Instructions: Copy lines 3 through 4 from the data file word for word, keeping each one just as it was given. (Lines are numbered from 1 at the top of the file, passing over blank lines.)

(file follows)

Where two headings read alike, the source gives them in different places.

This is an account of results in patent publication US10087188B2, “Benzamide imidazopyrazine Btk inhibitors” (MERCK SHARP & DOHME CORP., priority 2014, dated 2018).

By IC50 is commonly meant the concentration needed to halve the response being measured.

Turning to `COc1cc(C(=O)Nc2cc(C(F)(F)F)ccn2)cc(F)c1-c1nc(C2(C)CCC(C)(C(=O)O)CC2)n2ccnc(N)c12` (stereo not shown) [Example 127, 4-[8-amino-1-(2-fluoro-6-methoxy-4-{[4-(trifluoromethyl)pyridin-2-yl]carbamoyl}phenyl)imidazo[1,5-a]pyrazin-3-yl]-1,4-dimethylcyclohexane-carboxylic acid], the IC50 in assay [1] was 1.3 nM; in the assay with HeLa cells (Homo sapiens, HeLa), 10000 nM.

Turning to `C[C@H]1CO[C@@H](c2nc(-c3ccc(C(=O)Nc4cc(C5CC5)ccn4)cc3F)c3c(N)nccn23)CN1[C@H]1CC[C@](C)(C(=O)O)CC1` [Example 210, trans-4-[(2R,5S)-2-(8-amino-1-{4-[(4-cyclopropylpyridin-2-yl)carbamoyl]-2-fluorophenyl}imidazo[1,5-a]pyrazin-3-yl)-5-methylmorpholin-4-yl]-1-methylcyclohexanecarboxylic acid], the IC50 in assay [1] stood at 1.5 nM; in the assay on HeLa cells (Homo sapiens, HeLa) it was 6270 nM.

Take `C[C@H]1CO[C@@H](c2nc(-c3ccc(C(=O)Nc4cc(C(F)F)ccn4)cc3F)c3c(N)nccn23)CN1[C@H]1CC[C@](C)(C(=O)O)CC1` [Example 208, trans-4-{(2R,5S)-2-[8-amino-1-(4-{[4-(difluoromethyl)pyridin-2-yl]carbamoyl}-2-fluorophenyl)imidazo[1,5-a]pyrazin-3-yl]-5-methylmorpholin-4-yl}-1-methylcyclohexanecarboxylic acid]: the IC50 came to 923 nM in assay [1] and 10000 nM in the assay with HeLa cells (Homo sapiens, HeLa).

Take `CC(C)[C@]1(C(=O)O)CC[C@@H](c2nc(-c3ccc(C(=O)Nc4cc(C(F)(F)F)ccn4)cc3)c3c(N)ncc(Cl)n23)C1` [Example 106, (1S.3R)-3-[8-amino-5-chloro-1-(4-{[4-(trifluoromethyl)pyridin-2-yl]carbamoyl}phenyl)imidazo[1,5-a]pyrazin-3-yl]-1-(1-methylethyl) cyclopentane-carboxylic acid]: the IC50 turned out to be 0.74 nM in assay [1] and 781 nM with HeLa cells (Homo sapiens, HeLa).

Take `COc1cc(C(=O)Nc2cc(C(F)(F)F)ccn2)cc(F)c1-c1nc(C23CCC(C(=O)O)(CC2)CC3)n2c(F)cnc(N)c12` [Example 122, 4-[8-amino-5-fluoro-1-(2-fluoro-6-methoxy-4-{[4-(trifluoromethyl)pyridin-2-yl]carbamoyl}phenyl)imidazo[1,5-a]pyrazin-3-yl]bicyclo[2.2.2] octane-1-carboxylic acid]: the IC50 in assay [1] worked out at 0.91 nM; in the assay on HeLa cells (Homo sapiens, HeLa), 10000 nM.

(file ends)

By IC50 is commonly meant the concentration needed to halve the response being measured.

Turning to `COc1cc(C(=O)Nc2cc(C(F)(F)F)ccn2)cc(F)c1-c1nc(C2(C)CCC(C)(C(=O)O)CC2)n2ccnc(N)c12` (stereo not shown) [Example 127, 4-[8-amino-1-(2-fluoro-6-methoxy-4-{[4-(trifluoromethyl)pyridin-2-yl]carbamoyl}phenyl)imidazo[1,5-a]pyrazin-3-yl]-1,4-dimethylcyclohexane-carboxylic acid], the IC50 in assay [1] was 1.3 nM; in the assay with HeLa cells (Homo sapiens, HeLa), 10000 nM.